- Alberto Toscano, author of Late Fascism

Our Lives in Their Portfolios by Brett Christophers

I read it in a grim week in October. Now I could better explain to my students why they were stuck in their parent’s box room in Finglas and had no space to have sex or finally grow up and move out. I could tell them – generation rent, generation stuck at home - that it was not their fault. And when I drove my son to the children's hospital that Thursday and queued with twenty other parents for the overcrowded car park, I understood that nobody was coming to fix things any time soon, and why. This was the difference between just another economics book on finance or asset managers and a book that connects what’s inside a portfolio with the lives of countless people. I’m so glad Brett Christophers wrote it. Read it; you’ll never look at things the same.
- Rachel O’Dwyer, author of Tokens

Voyage in the Dark by Jean Rhys

This year I read my second Jean Rhys novel, Voyage in the Dark, and I loved it just as much as Wide Sargasso Sea. Rhys has a way of describing women’s lives that I find extraordinary. This novel follows a young chorus girl in Edwardian England through a sad love affair, a subsequent life of living off of men, and an abortion. It’s as fresh and relevant as if it was written today, and a welcome change from the depictions of chorus girls, party girls, and mistresses by male literary giants from that era, who invariably lacked Rhys’s clear-eyed insight about the interior and practical lives of women.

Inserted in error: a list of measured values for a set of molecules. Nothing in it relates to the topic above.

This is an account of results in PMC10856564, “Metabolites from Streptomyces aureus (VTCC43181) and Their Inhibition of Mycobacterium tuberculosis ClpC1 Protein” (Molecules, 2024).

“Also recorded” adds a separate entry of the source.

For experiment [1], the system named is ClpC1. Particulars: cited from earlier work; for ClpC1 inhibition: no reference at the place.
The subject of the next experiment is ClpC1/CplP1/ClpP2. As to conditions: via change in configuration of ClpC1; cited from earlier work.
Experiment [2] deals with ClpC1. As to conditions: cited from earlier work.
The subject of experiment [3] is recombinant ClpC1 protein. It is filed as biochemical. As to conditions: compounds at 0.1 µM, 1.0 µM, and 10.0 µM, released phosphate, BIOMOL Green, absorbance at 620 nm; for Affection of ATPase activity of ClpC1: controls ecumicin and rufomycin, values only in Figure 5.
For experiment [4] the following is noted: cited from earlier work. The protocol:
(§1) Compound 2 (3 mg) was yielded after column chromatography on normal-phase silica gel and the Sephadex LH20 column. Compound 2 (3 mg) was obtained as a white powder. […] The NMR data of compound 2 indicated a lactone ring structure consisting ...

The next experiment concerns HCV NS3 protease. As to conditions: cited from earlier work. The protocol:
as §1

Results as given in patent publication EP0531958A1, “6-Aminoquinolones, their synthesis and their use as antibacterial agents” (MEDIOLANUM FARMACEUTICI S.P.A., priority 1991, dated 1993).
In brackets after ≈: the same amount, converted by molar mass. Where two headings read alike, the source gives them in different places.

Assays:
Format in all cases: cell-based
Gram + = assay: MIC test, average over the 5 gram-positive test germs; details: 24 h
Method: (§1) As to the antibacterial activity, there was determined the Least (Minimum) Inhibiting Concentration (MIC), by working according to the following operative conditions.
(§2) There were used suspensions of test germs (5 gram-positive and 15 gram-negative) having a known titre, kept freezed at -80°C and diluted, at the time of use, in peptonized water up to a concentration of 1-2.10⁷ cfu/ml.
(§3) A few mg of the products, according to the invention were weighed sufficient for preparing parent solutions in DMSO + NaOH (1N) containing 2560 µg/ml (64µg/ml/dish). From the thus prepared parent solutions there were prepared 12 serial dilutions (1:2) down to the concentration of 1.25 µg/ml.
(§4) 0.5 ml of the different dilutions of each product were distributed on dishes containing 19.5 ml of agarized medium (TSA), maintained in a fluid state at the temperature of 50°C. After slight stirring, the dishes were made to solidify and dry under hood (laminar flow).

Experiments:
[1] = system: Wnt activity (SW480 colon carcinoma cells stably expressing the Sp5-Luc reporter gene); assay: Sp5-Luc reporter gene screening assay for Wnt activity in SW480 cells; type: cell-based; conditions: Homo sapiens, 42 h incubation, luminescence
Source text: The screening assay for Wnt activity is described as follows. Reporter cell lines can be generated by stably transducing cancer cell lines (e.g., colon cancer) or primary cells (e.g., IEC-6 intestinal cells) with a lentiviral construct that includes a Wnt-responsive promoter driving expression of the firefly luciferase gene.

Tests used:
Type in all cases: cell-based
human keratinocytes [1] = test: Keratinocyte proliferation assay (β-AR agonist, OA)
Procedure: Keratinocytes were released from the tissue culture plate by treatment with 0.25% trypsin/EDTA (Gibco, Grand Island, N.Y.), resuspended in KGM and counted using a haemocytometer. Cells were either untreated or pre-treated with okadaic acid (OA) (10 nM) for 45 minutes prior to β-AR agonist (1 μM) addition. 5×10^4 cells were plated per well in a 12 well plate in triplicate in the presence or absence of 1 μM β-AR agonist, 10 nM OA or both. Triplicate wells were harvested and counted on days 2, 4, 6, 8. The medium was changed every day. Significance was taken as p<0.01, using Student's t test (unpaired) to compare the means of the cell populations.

- Anna Biller, author of Bluebeard’s Castle

Our Share of Night by Mariana Enríquez

What if the beneficiaries of the neoliberal era combined their interests with an unholy cult that, likewise, plants itself in the fertile soil of right-wing dictatorship and atrocity? Argentine writer Mariana Enríquez’s world-spanning, intergenerational novel, Our Share of Night, shares its immense scale and historical imagination with the likes of Márquez and Bolaño – but, with burning singularity, hers is a literary vision that knows the only realism equal to the experience of fascism is going to be horror. In this ultraviolent epic, whose real and imaginary demons have haunted me since January, medicalized gore and demonic ritual mediate between fascist terror in Latin America, disaster capitalism on a global scale, and the inward rupture of patriarchy. The narrative substance is equal parts indigenous mythology and economic violence, exorcism and immiseration. It’s the stuff of nightmares, but so is history. If only we could awake.